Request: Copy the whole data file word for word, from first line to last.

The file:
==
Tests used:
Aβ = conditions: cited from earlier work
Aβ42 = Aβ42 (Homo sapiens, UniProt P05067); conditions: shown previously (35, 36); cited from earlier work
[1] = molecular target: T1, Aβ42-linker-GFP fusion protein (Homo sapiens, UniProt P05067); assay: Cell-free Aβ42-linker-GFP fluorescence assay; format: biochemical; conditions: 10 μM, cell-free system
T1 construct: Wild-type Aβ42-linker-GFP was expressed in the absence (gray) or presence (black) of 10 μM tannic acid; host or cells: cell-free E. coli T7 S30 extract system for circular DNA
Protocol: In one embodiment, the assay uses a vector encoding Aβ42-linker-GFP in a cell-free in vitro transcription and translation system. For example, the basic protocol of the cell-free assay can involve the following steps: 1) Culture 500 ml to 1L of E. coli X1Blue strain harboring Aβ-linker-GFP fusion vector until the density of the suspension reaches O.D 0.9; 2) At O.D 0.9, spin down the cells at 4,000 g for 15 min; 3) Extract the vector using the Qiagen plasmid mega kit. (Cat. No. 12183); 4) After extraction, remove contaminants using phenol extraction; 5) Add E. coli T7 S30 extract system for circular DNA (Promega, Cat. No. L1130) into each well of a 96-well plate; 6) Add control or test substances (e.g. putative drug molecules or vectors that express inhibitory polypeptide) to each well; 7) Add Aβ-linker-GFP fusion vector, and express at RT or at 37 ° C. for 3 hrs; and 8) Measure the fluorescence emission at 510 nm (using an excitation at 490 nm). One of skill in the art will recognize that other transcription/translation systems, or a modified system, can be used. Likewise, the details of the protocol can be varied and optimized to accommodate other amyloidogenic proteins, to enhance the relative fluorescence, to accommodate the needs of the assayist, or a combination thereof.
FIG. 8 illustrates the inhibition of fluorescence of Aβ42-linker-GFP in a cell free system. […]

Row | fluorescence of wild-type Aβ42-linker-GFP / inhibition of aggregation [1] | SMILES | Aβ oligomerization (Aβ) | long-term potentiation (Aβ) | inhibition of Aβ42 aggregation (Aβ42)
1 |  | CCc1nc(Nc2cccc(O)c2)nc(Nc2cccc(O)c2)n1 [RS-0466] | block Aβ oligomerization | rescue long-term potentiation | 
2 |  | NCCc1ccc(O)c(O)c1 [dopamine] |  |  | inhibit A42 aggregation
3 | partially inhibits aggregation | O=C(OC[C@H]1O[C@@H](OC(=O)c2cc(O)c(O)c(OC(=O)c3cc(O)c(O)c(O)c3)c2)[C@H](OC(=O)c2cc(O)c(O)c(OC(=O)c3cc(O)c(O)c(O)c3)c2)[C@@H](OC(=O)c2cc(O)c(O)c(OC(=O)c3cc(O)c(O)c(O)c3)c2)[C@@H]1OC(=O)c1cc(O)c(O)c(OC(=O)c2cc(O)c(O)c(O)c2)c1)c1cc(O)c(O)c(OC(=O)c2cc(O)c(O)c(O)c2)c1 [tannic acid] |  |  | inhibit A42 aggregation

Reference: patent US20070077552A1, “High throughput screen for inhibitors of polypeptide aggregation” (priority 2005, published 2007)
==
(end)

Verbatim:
Tests used:
Aβ = conditions: cited from earlier work
Aβ42 = Aβ42 (Homo sapiens, UniProt P05067); conditions: shown previously (35, 36); cited from earlier work
[1] = molecular target: T1, Aβ42-linker-GFP fusion protein (Homo sapiens, UniProt P05067); assay: Cell-free Aβ42-linker-GFP fluorescence assay; format: biochemical; conditions: 10 μM, cell-free system
T1 construct: Wild-type Aβ42-linker-GFP was expressed in the absence (gray) or presence (black) of 10 μM tannic acid; host or cells: cell-free E. coli T7 S30 extract system for circular DNA
Protocol: In one embodiment, the assay uses a vector encoding Aβ42-linker-GFP in a cell-free in vitro transcription and translation system. For example, the basic protocol of the cell-free assay can involve the following steps: 1) Culture 500 ml to 1L of E. coli X1Blue strain harboring Aβ-linker-GFP fusion vector until the density of the suspension reaches O.D 0.9; 2) At O.D 0.9, spin down the cells at 4,000 g for 15 min; 3) Extract the vector using the Qiagen plasmid mega kit. (Cat. No. 12183); 4) After extraction, remove contaminants using phenol extraction; 5) Add E. coli T7 S30 extract system for circular DNA (Promega, Cat. No. L1130) into each well of a 96-well plate; 6) Add control or test substances (e.g. putative drug molecules or vectors that express inhibitory polypeptide) to each well; 7) Add Aβ-linker-GFP fusion vector, and express at RT or at 37 ° C. for 3 hrs; and 8) Measure the fluorescence emission at 510 nm (using an excitation at 490 nm). One of skill in the art will recognize that other transcription/translation systems, or a modified system, can be used. Likewise, the details of the protocol can be varied and optimized to accommodate other amyloidogenic proteins, to enhance the relative fluorescence, to accommodate the needs of the assayist, or a combination thereof.
FIG. 8 illustrates the inhibition of fluorescence of Aβ42-linker-GFP in a cell free system. […]

Row | fluorescence of wild-type Aβ42-linker-GFP / inhibition of aggregation [1] | SMILES | Aβ oligomerization (Aβ) | long-term potentiation (Aβ) | inhibition of Aβ42 aggregation (Aβ42)
1 |  | CCc1nc(Nc2cccc(O)c2)nc(Nc2cccc(O)c2)n1 [RS-0466] | block Aβ oligomerization | rescue long-term potentiation | 
2 |  | NCCc1ccc(O)c(O)c1 [dopamine] |  |  | inhibit A42 aggregation
3 | partially inhibits aggregation | O=C(OC[C@H]1O[C@@H](OC(=O)c2cc(O)c(O)c(OC(=O)c3cc(O)c(O)c(O)c3)c2)[C@H](OC(=O)c2cc(O)c(O)c(OC(=O)c3cc(O)c(O)c(O)c3)c2)[C@@H](OC(=O)c2cc(O)c(O)c(OC(=O)c3cc(O)c(O)c(O)c3)c2)[C@@H]1OC(=O)c1cc(O)c(O)c(OC(=O)c2cc(O)c(O)c(O)c2)c1)c1cc(O)c(O)c(OC(=O)c2cc(O)c(O)c(O)c2)c1 [tannic acid] |  |  | inhibit A42 aggregation

Reference: patent US20070077552A1, “High throughput screen for inhibitors of polypeptide aggregation” (priority 2005, published 2007)